Funding from donors in the media has grown significantly during the past decade or so. Journalists welcome the charity. But when these awards come with editorial “advice”, we have a problem.
Thisisafrica.me is an online media outlet that brands itself as a “leading forum for African opinion, arts and music.” They cover a jumble of topics ranging from politics to corruption to sex and reproductive policies. The site publishes op-eds, interviews and investigations. Its journalism has been widely praised across the continent.
But in spite of its apparent popularity, Thisisafrica.me is in business mainly thanks to donor funding: cash doled out by foundations and deep-pocketed philanthropists. Without cash from donors, Thisisafrica.me wouldn’t exist. That is hardly surprising, especially on a continent ravaged by poverty where markets can rarely support high-quality journalism.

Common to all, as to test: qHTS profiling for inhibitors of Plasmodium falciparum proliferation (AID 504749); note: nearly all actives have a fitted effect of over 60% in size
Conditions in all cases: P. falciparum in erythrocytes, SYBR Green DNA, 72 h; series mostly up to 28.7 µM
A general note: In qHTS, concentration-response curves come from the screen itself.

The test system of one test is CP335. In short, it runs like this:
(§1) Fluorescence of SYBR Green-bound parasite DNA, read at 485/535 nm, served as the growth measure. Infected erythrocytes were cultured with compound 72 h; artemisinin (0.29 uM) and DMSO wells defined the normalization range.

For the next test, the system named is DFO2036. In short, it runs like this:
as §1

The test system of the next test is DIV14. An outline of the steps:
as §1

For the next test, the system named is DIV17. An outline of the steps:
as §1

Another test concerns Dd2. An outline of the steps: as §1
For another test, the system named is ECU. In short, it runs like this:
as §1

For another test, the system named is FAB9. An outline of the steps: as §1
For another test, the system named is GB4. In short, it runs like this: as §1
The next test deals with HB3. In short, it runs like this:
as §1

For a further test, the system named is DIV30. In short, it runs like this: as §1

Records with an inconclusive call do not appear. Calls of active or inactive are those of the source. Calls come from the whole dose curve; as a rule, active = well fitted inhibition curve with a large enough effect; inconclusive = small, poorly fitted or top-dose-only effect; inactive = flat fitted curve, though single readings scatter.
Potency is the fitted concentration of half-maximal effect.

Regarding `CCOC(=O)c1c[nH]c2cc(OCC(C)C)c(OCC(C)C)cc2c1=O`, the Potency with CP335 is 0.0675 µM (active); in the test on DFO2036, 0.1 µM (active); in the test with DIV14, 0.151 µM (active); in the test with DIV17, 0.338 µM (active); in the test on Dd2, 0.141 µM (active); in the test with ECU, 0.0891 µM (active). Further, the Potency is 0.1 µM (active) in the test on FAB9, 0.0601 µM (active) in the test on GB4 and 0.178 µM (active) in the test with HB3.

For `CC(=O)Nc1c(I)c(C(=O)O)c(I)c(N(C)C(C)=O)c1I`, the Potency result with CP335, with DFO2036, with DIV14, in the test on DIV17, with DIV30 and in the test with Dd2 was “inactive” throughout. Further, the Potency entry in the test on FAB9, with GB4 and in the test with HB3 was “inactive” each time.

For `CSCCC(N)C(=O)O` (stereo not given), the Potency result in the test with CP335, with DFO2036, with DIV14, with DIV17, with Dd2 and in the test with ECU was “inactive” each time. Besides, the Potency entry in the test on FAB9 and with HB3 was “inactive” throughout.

But over the past decade or so, as the internet and dwindling economies have clobbered mainstream media companies, funding independent journalism has become a major problem everywhere. Ad spend is down or spread to many more outlets than before. Newspaper circulations have dived. Journalists and media companies take funding from almost all kinds of givers, donors included. Even established media are increasingly resorting to private donors.